We have many words for the frustration we feel when an interface isn’t directing us to what we need to know. Loud, messy, cluttered, busy.
These words have been appropriated from other parts of life, of course, but we need them to express our feeling of being overwhelmed visually by content on a screen or page. We need them to express how unpleasant a user experience it is to not know where to direct our attention next.
A better term, one that graphic designers have used for a long time, is visual hierarchy. It’s a bit more technical than our favorite words, but it nicely encapsulates the problem we’re dealing with and the solution we can strive for.
Visual hierarchy suggests there is a proper way to view content visually: in a hierarchical way. In other words, there is a pecking order to things…some content should be viewed first, some second, some third, and on down the line. The most important content is at the top of the hierarchy. It’s the visual element you look at first, which then directs you to what to look at next. Just like a great writer starts with a interesting lead that sends you breathlessly into the next paragraph, a thoughtful designer will efficiently move the viewer from one piece of content to the next.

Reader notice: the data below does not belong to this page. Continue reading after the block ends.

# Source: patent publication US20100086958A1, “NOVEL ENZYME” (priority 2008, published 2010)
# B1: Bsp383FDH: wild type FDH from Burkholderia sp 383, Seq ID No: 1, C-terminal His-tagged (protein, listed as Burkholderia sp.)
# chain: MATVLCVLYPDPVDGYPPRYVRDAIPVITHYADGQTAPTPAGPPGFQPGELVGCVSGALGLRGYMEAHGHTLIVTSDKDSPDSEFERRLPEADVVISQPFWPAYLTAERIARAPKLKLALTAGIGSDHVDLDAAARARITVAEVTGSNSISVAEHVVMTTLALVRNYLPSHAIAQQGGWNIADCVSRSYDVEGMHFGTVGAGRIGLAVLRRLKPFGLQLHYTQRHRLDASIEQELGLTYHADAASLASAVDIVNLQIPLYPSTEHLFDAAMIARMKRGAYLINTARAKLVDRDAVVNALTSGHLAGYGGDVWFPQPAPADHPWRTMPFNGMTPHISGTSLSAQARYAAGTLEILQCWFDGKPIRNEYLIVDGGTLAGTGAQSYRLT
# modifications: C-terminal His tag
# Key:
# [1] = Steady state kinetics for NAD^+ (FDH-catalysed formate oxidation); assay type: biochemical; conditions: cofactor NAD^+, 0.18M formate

And just as a writer wouldn’t put the climax of their story at the beginning you wouldn’t put the call to action button at top of a landing page. That would leave the user with no context about why they should take that action. In this way you use hierarchy to tell a story, to provide context that culminates in the action being taken.
The best visual hierarchies lead users to take the action confidently. They have a clear, obvious order in which to view and act on things, with the most important things first. If you’re creating a sign-up screen, for example, the hierarchy might be made up of a catchy headline, some supporting motivational copy (perhaps features & benefits of using the service), a signup form, and a submit button. These elements should be visually coherent, looking like what they are, so that users are guided through them in the right logical order.
Weak hierarchies, on the other hand, don’t set appropriate context. They may leave out something important, they may frame their topic incorrectly, or they may place design elements in the wrong order. Weak hierarchies fail to organize information in a helpful way and leave users without a clear idea of what to do or read next. When this happens…unfortunately we know all too well what to do. We borrow a word from somewhere else to state our displeasure. We say “there is too much going on here”. But what we’re really talking about is visual hierarchy, one of the most important principles in all of user experience.